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Not too late for Roddick to make adjustments

After winning nine combined events in 2004-2005, Andy Roddick has just three titles the last two years. Quinn Rooney/Getty Images

The next time Andy Roddick plays a competitive match, he'll be on the dreaded European clay leading the U.S. against Austria in the opening round of the Davis Cup. Less certain is how the rest of 2008 will unfold following another tough loss in a Grand Slam.

Roddick's defeat to an inspired Philipp Kohlschreiber in the third round of the Australian Open was the latest disappointment and marked the fifth time in the past eight majors the Texan failed to advance past the fourth round.

Kohlschreiber, the diminutive German with the big game, produced an astounding 104 winners and dictated proceedings on backcourt rallies, keeping Roddick lingering behind the baseline. Ken Meyerson, his straight-talking agent, admitted that's no place for him to be if he intends to win a second Grand Slam title.

"Why would Andy resort to playing more of a retrieving-type game as opposed to more of an aggressive game?'' Meyerson asked. "I don't know whether it's nerves or deliberate, but I can only say his best tennis is when he takes that first ball and pummels it, whether it's a return on a second serve and he really goes for it, or is what we know as his classic one-two -- big serve, big forehand.

"Maybe 'frustrating' is not the right word, but when Andy plays that way, it's clearly and objectively not as effective as when he steps up and beats the crap out of the ball. I don't want Andy to get too complicated, and I don't like to see him work so hard to win points.''

The world No. 6 toiled for almost four hours against Kohlschreiber and was on the wrong end of a 3½-hour epic against Richard Gasquet on the grass at Wimbledon last year, perhaps his most devastating loss. Both had a few similarities, apart from the fifth set ending 8-6.

Roddick was only broken twice by Kohlschreiber, which is little surprise, given he finished second behind towering Croat Ivo Karlovic in points won on first serve last year. But while Kohlschreiber won more than half on his own second serve, that figure shrunk to 36 percent for Roddick.

Against Gasquet, the Frenchman similar in stature to Kohlschreiber and also blessed with a picturesque one-handed backhand, Roddick blew a two-set advantage in the quarterfinals. He dropped serve, again, just twice, with Gasquet registering 93 winners and claiming almost half of Roddick's second-serve points. The number dwindled to 34 percent for the American.

"Guys seem to play well against Andy, and I think part of that is that he allows them to play against him,'' said ESPN commentator Jimmy Arias, a former world No. 5. "Kohlschreiber, by everyone's perception, was unbelievable. But I have a feeling that it's Andy's game bringing it out.''

Coaching guru Nick Bollettieri agreed with Meyerson's assessment that his court position needs altering, saying Roddick can't hurt anyone from beyond the baseline, especially with his backhand. Interestingly, he suggested a little more variety on the serve, too, to keep the opponent guessing. (On a related note, Roddick's nemesis, or should that be, most everyone's nemesis, Roger Federer, has often said he can read the serve.)

"The players on the other side got to know that Andy will be coming in, not from way back behind the baseline or on shots anybody would come in on, he's got to come in when you don't expect him to,'' Bollettieri said. "And then Andy doesn't do that. It's a shame because he's competitive and he fights his butt off.''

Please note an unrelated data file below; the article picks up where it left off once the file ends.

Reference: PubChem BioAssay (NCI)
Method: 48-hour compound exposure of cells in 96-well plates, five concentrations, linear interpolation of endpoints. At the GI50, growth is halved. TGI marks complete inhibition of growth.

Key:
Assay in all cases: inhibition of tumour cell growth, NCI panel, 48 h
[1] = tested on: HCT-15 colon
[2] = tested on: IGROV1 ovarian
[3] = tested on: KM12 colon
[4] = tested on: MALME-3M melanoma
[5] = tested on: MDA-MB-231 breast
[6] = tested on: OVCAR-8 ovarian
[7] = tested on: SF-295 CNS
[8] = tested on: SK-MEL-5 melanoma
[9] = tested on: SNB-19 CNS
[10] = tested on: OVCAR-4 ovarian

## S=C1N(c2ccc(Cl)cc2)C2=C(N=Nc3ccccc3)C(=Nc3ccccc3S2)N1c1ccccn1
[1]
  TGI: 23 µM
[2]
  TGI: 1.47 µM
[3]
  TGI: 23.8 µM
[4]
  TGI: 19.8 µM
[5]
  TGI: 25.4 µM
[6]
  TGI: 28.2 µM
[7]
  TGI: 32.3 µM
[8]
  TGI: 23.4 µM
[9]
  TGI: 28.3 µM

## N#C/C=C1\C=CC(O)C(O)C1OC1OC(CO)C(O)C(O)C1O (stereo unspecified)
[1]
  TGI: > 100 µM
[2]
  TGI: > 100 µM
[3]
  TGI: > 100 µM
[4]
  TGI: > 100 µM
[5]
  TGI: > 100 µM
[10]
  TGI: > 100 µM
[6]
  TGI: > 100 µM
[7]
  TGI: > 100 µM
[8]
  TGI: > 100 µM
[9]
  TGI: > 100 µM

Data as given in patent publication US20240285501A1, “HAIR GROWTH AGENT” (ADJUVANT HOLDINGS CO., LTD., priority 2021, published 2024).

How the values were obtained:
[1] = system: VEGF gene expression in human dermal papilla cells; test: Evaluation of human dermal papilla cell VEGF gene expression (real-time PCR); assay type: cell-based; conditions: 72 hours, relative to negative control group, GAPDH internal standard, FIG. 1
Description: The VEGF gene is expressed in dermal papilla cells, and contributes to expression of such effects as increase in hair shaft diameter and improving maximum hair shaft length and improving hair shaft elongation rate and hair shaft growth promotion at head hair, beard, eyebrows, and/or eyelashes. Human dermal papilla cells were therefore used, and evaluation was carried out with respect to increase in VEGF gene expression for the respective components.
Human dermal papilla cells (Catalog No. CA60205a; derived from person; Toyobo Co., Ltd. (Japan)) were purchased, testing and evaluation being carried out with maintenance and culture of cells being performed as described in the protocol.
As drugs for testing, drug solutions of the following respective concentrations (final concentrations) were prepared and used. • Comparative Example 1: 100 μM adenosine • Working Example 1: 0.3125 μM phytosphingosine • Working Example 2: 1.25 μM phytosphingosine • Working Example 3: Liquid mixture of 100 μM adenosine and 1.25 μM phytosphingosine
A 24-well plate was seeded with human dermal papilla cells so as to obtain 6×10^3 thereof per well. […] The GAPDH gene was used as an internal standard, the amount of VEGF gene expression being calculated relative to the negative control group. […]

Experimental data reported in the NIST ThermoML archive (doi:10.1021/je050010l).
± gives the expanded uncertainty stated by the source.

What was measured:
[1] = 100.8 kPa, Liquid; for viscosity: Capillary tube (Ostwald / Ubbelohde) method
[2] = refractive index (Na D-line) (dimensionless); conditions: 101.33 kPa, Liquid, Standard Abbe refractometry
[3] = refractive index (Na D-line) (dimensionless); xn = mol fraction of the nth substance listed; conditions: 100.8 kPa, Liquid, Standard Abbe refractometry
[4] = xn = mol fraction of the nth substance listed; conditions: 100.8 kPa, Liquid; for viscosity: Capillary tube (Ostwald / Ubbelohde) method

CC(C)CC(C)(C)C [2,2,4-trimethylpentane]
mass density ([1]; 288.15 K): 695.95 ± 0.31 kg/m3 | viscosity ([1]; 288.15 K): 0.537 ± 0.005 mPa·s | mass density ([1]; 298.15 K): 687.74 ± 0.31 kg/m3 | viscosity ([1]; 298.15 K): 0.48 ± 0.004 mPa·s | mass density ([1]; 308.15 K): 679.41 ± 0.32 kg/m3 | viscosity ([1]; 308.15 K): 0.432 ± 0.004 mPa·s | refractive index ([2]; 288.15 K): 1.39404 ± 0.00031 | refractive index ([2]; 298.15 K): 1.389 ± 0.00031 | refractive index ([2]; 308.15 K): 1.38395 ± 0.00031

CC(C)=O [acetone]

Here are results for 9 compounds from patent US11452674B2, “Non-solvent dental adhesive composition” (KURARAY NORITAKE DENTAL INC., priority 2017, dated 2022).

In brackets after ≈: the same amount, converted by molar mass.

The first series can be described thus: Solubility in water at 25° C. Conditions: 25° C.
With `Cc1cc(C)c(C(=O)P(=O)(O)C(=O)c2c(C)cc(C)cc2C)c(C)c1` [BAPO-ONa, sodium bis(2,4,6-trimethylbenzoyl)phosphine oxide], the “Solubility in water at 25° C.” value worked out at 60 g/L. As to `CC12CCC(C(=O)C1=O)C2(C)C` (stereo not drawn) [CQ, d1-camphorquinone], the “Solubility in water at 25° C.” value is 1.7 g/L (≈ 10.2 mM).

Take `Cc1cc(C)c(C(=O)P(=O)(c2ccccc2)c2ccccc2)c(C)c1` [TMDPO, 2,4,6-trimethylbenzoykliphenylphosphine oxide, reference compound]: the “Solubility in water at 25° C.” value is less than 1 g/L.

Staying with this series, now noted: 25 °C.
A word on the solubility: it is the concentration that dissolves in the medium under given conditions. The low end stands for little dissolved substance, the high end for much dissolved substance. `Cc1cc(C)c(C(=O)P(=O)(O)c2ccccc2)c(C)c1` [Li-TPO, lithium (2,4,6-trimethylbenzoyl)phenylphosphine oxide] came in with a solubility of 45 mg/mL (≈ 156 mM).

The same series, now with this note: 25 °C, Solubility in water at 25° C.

Why, as others have asked, doesn't Roddick take more chances when returning, for instance, given his serve is rarely under threat?

When he came close to notching a long-awaited second scalp over Federer at the Masters Cup two years ago, holding match points, Roddick won more points than Federer returning first serves and was at more than 40 percent on second serves.

"I'm surprised it hasn't happened when his steady, grind-it-out play hasn't worked,'' Arias said. "If that's not working, let's go to Plan B. Then again, it might be hard for him to think like that because he's losing a tiebreaker. It's still unbelievably tight, so he's thinking, 'This is what I need to do.' It's a tough situation in some ways.''

Taking more risks is an approach endorsed by 1991 Wimbledon champion Michael Stich, who, at one stage a few years ago, was in talks to informally work with Roddick. (Stich was also represented by Meyerson.) Adding a looping topspin forehand wouldn't hurt either, he said.

Roddick is still only 25, which gives him time to add to his arsenal. So it's too early for him to panic, said Stich, who retooled his own forehand with Sven Groeneveld -- the Dutchman who frequently coaches Australian Open finalist Ana Ivanovic -- following foot surgery in 1995 and reached the French Open final a year later at age 27.

"I said after my second operation, 'My forehand sucks, basically, and I want to work on it,''' Stich said. "I changed my forehand in three months' time, not completely, but I changed it. I found out that even at that stage in your career, you can add to your game. With Andy, I do believe he can improve and still win a Grand Slam title.''

In the immediate future, meeting up with his Davis Cup teammates next week in Vienna as the U.S. begins the defense of its title could be the perfect tonic.

"To hang with the guys, I think it's therapeutic for him mentally, and it's good for him to get back into a team atmosphere,'' Meyerson said. "Andy is such a guy's guy in terms of enjoying the camaraderie of a team.''

Ravi Ubha is a frequent contributor to ESPN.com.